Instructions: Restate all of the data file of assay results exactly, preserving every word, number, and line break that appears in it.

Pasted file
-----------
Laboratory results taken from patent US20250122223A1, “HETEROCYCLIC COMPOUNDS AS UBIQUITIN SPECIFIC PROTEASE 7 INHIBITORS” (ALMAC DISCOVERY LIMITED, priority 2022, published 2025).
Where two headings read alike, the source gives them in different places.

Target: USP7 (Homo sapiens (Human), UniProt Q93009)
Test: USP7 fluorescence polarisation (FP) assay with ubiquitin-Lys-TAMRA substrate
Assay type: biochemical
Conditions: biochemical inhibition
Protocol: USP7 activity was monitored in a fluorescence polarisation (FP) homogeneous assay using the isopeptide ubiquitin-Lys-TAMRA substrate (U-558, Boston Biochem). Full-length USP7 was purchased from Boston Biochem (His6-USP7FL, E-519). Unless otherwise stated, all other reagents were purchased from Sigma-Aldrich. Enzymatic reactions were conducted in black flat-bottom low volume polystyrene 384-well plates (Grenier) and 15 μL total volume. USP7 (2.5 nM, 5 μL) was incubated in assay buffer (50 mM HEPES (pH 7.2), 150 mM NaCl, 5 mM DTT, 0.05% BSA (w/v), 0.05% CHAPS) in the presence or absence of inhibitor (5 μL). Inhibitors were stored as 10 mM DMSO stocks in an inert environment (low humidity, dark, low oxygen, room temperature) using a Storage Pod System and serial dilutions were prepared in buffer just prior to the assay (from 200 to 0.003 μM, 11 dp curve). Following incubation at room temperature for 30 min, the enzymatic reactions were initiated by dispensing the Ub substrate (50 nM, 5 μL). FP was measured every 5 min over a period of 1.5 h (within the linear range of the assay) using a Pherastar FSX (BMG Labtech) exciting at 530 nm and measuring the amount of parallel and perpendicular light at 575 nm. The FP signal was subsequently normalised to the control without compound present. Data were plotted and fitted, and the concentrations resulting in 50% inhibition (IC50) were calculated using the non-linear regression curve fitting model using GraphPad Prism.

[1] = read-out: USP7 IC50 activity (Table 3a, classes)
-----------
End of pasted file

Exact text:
Laboratory results taken from patent US20250122223A1, “HETEROCYCLIC COMPOUNDS AS UBIQUITIN SPECIFIC PROTEASE 7 INHIBITORS” (ALMAC DISCOVERY LIMITED, priority 2022, published 2025).
Where two headings read alike, the source gives them in different places.

Target: USP7 (Homo sapiens (Human), UniProt Q93009)
Test: USP7 fluorescence polarisation (FP) assay with ubiquitin-Lys-TAMRA substrate
Assay type: biochemical
Conditions: biochemical inhibition
Protocol: USP7 activity was monitored in a fluorescence polarisation (FP) homogeneous assay using the isopeptide ubiquitin-Lys-TAMRA substrate (U-558, Boston Biochem). Full-length USP7 was purchased from Boston Biochem (His6-USP7FL, E-519). Unless otherwise stated, all other reagents were purchased from Sigma-Aldrich. Enzymatic reactions were conducted in black flat-bottom low volume polystyrene 384-well plates (Grenier) and 15 μL total volume. USP7 (2.5 nM, 5 μL) was incubated in assay buffer (50 mM HEPES (pH 7.2), 150 mM NaCl, 5 mM DTT, 0.05% BSA (w/v), 0.05% CHAPS) in the presence or absence of inhibitor (5 μL). Inhibitors were stored as 10 mM DMSO stocks in an inert environment (low humidity, dark, low oxygen, room temperature) using a Storage Pod System and serial dilutions were prepared in buffer just prior to the assay (from 200 to 0.003 μM, 11 dp curve). Following incubation at room temperature for 30 min, the enzymatic reactions were initiated by dispensing the Ub substrate (50 nM, 5 μL). FP was measured every 5 min over a period of 1.5 h (within the linear range of the assay) using a Pherastar FSX (BMG Labtech) exciting at 530 nm and measuring the amount of parallel and perpendicular light at 575 nm. The FP signal was subsequently normalised to the control without compound present. Data were plotted and fitted, and the concentrations resulting in 50% inhibition (IC50) were calculated using the non-linear regression curve fitting model using GraphPad Prism.

[1] = read-out: USP7 IC50 activity (Table 3a, classes)